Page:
Elan Morgan is a writer and web designer who works from Elan.Works, a designer and editor at GenderAvenger, and a speaker who has spoken across North America. They believe in and work to grow both personal and professional quality, genuine community, and meaningful content online.

Where The Poems Come From

One of the more difficult things I find these days is to write.

I am drinking coffee and beer simultaneously, throwing wrenches in either direction, trying to pull things one way or the other. Someone told me once that vegetables were a much better way to go, but I find that they work for regularity of a different sort.

I am listening to Bonnie Prince Billy's "I Gave You" on repeat. It puts my head inside a poem that almost writes itself in small outbreaks if I don't watch it too closely, but I have the habit of watching what I write.

Bonnie Prince Billy: "I Gave You"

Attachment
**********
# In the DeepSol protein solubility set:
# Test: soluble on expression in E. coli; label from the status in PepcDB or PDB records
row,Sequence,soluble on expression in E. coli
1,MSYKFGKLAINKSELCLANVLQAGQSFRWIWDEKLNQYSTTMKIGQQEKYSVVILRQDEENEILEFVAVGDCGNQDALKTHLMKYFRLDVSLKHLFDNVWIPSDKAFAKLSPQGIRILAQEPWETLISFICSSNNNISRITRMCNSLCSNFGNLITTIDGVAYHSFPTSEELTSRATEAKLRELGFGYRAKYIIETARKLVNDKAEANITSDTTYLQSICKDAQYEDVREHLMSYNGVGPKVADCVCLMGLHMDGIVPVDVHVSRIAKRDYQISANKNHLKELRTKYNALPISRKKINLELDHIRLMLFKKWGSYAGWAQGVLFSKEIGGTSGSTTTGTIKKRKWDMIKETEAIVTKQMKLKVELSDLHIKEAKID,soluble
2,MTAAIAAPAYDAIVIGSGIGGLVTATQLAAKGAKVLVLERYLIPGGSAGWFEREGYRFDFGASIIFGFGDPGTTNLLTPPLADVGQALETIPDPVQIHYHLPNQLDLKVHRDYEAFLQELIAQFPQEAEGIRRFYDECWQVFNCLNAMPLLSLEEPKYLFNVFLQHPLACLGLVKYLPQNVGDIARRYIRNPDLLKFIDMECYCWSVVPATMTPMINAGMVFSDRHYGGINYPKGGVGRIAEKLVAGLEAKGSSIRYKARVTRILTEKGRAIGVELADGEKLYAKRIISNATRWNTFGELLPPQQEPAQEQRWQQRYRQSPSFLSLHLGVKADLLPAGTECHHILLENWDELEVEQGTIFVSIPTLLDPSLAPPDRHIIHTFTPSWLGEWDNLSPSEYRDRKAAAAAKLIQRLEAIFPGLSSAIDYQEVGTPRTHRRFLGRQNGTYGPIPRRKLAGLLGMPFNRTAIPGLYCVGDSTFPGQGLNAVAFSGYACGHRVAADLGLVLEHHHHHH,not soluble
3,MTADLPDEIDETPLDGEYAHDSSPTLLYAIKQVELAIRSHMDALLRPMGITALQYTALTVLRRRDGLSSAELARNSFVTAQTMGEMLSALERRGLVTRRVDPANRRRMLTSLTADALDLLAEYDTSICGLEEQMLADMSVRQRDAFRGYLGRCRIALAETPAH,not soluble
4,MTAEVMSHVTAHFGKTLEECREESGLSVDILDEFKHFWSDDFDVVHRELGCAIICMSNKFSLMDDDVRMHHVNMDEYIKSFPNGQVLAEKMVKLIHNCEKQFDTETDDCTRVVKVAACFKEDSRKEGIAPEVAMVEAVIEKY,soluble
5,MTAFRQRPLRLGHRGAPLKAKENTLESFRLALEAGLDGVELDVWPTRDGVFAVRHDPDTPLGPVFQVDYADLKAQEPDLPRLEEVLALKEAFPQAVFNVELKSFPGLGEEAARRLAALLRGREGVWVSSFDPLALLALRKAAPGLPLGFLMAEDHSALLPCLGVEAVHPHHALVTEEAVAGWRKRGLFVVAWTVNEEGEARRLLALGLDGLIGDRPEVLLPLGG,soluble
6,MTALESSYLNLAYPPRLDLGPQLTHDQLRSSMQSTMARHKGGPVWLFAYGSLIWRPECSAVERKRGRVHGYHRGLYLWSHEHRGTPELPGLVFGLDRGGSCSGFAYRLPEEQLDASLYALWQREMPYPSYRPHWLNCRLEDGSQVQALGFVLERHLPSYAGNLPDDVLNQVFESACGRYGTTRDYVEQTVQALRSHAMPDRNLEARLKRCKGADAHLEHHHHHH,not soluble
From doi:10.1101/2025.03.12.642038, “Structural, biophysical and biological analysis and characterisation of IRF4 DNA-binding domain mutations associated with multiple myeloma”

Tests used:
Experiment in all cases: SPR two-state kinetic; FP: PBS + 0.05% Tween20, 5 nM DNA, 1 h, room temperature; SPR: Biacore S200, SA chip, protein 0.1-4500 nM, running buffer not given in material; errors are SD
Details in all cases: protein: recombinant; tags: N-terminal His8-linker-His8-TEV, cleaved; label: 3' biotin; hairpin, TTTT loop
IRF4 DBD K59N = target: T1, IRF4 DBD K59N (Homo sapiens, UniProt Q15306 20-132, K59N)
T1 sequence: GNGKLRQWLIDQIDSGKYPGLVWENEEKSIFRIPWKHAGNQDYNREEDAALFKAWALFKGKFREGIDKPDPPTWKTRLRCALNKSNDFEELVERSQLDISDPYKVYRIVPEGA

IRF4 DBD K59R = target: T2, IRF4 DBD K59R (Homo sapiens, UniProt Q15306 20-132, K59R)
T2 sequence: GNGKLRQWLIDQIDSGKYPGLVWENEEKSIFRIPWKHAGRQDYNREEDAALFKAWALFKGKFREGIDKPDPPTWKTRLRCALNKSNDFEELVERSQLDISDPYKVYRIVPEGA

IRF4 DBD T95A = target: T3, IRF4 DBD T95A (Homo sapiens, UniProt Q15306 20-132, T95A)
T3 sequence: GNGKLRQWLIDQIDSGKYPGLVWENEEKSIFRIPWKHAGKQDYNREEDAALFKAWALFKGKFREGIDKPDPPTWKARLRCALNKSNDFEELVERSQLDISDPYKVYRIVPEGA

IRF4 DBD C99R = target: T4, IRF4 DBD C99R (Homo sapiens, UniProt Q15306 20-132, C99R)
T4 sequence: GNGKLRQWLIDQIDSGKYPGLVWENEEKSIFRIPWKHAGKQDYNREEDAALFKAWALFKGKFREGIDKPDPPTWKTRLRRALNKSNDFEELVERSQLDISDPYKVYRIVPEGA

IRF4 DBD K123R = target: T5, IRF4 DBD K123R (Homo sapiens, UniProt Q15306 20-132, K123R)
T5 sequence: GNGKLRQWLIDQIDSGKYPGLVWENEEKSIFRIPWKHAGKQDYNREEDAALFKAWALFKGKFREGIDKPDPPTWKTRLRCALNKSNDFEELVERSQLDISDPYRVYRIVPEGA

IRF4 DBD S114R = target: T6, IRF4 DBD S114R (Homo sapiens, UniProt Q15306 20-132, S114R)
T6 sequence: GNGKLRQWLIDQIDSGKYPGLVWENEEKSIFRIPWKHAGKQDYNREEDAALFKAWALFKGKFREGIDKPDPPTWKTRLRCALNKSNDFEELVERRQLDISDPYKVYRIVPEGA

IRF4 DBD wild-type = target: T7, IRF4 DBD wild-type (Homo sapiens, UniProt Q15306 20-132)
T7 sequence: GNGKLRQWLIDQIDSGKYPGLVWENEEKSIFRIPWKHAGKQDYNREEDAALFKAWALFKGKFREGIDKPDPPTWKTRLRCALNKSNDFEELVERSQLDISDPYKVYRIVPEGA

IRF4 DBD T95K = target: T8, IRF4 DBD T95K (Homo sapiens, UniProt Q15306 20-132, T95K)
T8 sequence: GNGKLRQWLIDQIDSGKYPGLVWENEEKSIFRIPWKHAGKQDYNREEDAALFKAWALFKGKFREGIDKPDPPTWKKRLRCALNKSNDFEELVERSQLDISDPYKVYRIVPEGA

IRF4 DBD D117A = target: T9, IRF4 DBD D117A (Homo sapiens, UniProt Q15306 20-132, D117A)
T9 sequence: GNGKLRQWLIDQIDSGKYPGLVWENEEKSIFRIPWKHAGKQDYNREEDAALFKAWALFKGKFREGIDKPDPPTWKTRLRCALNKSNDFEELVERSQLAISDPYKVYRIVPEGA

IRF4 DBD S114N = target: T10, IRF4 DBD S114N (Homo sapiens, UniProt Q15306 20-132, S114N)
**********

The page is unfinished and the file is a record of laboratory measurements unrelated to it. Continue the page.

It is as though there are almost words, which is to say that there is almost a concrete thought, which is to say that my mind is wandering through the trenches. Do people still fight from trenches? I think my brain was salvaged from a purveyor of second-hand war paraphernalia.

I used to wear army boots and jackets and shirts with the last names of soldiers permanent-markered inside them in capital letters, and I would wonder if they had died, been promoted, or simply outgrown the clothing through the trials of basic training that came to fit a 130-pound woman in her early twenties.

Poetry is like that. It feels like the words are from somewhere beyond me and are just wandering through. I wonder where they came from and how they are supposed to fit together. I wonder what they saw before that makes them do what they are doing now. They crawl around like little digits that I must add up. They are instructions for building a mail-order bicycle inadvertently delivered to my door.

Five Star Friday: Edition #8

50x365 #251: Brenda